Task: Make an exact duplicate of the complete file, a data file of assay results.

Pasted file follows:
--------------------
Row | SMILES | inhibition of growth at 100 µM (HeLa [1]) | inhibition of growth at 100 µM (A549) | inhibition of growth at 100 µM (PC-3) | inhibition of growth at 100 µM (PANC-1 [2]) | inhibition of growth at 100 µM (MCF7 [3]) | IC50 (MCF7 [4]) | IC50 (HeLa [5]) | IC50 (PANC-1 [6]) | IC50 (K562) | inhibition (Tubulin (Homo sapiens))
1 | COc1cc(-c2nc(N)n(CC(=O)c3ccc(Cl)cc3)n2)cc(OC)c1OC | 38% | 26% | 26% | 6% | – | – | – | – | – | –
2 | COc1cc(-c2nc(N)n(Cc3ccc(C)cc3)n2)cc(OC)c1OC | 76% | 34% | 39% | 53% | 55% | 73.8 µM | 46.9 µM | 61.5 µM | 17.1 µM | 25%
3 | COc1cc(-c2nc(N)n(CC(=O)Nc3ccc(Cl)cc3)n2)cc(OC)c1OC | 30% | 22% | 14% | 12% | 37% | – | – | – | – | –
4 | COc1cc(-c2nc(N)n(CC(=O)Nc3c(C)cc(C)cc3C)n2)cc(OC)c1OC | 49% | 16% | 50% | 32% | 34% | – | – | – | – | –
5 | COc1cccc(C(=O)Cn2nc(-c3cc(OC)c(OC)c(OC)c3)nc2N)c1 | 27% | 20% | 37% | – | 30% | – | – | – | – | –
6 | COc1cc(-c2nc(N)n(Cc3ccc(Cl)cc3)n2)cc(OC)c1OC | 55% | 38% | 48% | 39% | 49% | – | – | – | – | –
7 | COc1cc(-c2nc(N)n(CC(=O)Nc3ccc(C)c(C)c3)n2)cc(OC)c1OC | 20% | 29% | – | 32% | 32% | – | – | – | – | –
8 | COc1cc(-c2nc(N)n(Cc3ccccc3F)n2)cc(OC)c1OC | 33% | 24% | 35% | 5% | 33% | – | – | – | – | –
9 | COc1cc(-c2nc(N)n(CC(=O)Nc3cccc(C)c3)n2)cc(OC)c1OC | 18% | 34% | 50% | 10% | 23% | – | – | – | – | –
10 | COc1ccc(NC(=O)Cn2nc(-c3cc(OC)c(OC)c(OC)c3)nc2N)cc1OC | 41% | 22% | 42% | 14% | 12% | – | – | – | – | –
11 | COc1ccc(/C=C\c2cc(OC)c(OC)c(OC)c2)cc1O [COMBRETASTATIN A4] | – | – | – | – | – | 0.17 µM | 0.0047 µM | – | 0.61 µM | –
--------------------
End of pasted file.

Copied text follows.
Row | SMILES | inhibition of growth at 100 µM (HeLa [1]) | inhibition of growth at 100 µM (A549) | inhibition of growth at 100 µM (PC-3) | inhibition of growth at 100 µM (PANC-1 [2]) | inhibition of growth at 100 µM (MCF7 [3]) | IC50 (MCF7 [4]) | IC50 (HeLa [5]) | IC50 (PANC-1 [6]) | IC50 (K562) | inhibition (Tubulin (Homo sapiens))
1 | COc1cc(-c2nc(N)n(CC(=O)c3ccc(Cl)cc3)n2)cc(OC)c1OC | 38% | 26% | 26% | 6% | – | – | – | – | – | –
2 | COc1cc(-c2nc(N)n(Cc3ccc(C)cc3)n2)cc(OC)c1OC | 76% | 34% | 39% | 53% | 55% | 73.8 µM | 46.9 µM | 61.5 µM | 17.1 µM | 25%
3 | COc1cc(-c2nc(N)n(CC(=O)Nc3ccc(Cl)cc3)n2)cc(OC)c1OC | 30% | 22% | 14% | 12% | 37% | – | – | – | – | –
4 | COc1cc(-c2nc(N)n(CC(=O)Nc3c(C)cc(C)cc3C)n2)cc(OC)c1OC | 49% | 16% | 50% | 32% | 34% | – | – | – | – | –
5 | COc1cccc(C(=O)Cn2nc(-c3cc(OC)c(OC)c(OC)c3)nc2N)c1 | 27% | 20% | 37% | – | 30% | – | – | – | – | –
6 | COc1cc(-c2nc(N)n(Cc3ccc(Cl)cc3)n2)cc(OC)c1OC | 55% | 38% | 48% | 39% | 49% | – | – | – | – | –
7 | COc1cc(-c2nc(N)n(CC(=O)Nc3ccc(C)c(C)c3)n2)cc(OC)c1OC | 20% | 29% | – | 32% | 32% | – | – | – | – | –
8 | COc1cc(-c2nc(N)n(Cc3ccccc3F)n2)cc(OC)c1OC | 33% | 24% | 35% | 5% | 33% | – | – | – | – | –
9 | COc1cc(-c2nc(N)n(CC(=O)Nc3cccc(C)c3)n2)cc(OC)c1OC | 18% | 34% | 50% | 10% | 23% | – | – | – | – | –
10 | COc1ccc(NC(=O)Cn2nc(-c3cc(OC)c(OC)c(OC)c3)nc2N)cc1OC | 41% | 22% | 42% | 14% | 12% | – | – | – | – | –
11 | COc1ccc(/C=C\c2cc(OC)c(OC)c(OC)c2)cc1O [COMBRETASTATIN A4] | – | – | – | – | – | 0.17 µM | 0.0047 µM | – | 0.61 µM | –